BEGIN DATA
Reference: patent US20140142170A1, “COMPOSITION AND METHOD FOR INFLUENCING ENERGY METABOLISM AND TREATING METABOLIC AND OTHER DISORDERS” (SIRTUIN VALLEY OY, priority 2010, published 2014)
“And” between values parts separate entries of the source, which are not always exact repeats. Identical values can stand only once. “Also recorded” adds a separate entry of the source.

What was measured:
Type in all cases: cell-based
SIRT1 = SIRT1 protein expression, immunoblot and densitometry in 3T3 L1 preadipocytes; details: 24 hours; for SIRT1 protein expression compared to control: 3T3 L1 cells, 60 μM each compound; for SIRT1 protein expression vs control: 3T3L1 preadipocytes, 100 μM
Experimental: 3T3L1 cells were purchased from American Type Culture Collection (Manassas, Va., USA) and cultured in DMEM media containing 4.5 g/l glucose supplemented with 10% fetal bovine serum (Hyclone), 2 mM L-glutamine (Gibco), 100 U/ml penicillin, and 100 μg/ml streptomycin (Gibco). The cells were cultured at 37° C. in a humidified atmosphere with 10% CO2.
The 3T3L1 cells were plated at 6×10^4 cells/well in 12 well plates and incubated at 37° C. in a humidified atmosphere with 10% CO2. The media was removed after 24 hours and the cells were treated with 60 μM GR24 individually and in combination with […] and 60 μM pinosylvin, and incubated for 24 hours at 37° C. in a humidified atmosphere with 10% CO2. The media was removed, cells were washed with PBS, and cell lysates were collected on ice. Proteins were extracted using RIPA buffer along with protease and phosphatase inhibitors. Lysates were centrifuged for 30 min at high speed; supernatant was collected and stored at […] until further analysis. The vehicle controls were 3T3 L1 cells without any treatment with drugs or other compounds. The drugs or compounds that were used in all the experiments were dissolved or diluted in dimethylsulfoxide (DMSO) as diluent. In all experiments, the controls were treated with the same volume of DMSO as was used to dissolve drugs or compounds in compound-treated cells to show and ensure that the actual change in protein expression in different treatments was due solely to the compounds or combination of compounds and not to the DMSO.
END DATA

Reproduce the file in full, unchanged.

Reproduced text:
Reference: patent US20140142170A1, “COMPOSITION AND METHOD FOR INFLUENCING ENERGY METABOLISM AND TREATING METABOLIC AND OTHER DISORDERS” (SIRTUIN VALLEY OY, priority 2010, published 2014)
“And” between values parts separate entries of the source, which are not always exact repeats. Identical values can stand only once. “Also recorded” adds a separate entry of the source.

What was measured:
Type in all cases: cell-based
SIRT1 = SIRT1 protein expression, immunoblot and densitometry in 3T3 L1 preadipocytes; details: 24 hours; for SIRT1 protein expression compared to control: 3T3 L1 cells, 60 μM each compound; for SIRT1 protein expression vs control: 3T3L1 preadipocytes, 100 μM
Experimental: 3T3L1 cells were purchased from American Type Culture Collection (Manassas, Va., USA) and cultured in DMEM media containing 4.5 g/l glucose supplemented with 10% fetal bovine serum (Hyclone), 2 mM L-glutamine (Gibco), 100 U/ml penicillin, and 100 μg/ml streptomycin (Gibco). The cells were cultured at 37° C. in a humidified atmosphere with 10% CO2.
The 3T3L1 cells were plated at 6×10^4 cells/well in 12 well plates and incubated at 37° C. in a humidified atmosphere with 10% CO2. The media was removed after 24 hours and the cells were treated with 60 μM GR24 individually and in combination with […] and 60 μM pinosylvin, and incubated for 24 hours at 37° C. in a humidified atmosphere with 10% CO2. The media was removed, cells were washed with PBS, and cell lysates were collected on ice. Proteins were extracted using RIPA buffer along with protease and phosphatase inhibitors. Lysates were centrifuged for 30 min at high speed; supernatant was collected and stored at […] until further analysis. The vehicle controls were 3T3 L1 cells without any treatment with drugs or other compounds. The drugs or compounds that were used in all the experiments were dissolved or diluted in dimethylsulfoxide (DMSO) as diluent. In all experiments, the controls were treated with the same volume of DMSO as was used to dissolve drugs or compounds in compound-treated cells to show and ensure that the actual change in protein expression in different treatments was due solely to the compounds or combination of compounds and not to the DMSO.